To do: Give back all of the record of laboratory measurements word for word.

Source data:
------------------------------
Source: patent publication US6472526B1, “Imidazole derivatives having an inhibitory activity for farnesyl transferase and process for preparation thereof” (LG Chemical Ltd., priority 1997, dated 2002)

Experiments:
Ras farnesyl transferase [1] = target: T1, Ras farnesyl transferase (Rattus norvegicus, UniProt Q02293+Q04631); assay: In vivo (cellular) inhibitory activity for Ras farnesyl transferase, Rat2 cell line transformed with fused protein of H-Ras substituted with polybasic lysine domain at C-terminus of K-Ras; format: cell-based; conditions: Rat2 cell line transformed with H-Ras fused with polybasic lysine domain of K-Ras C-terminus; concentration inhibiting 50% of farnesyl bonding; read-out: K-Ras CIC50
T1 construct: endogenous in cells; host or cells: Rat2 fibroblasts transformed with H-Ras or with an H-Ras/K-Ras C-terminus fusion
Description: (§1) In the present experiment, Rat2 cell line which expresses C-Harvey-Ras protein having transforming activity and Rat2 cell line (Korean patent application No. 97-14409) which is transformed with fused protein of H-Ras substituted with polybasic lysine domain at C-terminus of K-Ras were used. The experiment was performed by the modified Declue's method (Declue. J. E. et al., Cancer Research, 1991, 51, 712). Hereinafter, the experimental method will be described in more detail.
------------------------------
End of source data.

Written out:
Source: patent publication US6472526B1, “Imidazole derivatives having an inhibitory activity for farnesyl transferase and process for preparation thereof” (LG Chemical Ltd., priority 1997, dated 2002)

Experiments:
Ras farnesyl transferase [1] = target: T1, Ras farnesyl transferase (Rattus norvegicus, UniProt Q02293+Q04631); assay: In vivo (cellular) inhibitory activity for Ras farnesyl transferase, Rat2 cell line transformed with fused protein of H-Ras substituted with polybasic lysine domain at C-terminus of K-Ras; format: cell-based; conditions: Rat2 cell line transformed with H-Ras fused with polybasic lysine domain of K-Ras C-terminus; concentration inhibiting 50% of farnesyl bonding; read-out: K-Ras CIC50
T1 construct: endogenous in cells; host or cells: Rat2 fibroblasts transformed with H-Ras or with an H-Ras/K-Ras C-terminus fusion
Description: (§1) In the present experiment, Rat2 cell line which expresses C-Harvey-Ras protein having transforming activity and Rat2 cell line (Korean patent application No. 97-14409) which is transformed with fused protein of H-Ras substituted with polybasic lysine domain at C-terminus of K-Ras were used. The experiment was performed by the modified Declue's method (Declue. J. E. et al., Cancer Research, 1991, 51, 712). Hereinafter, the experimental method will be described in more detail.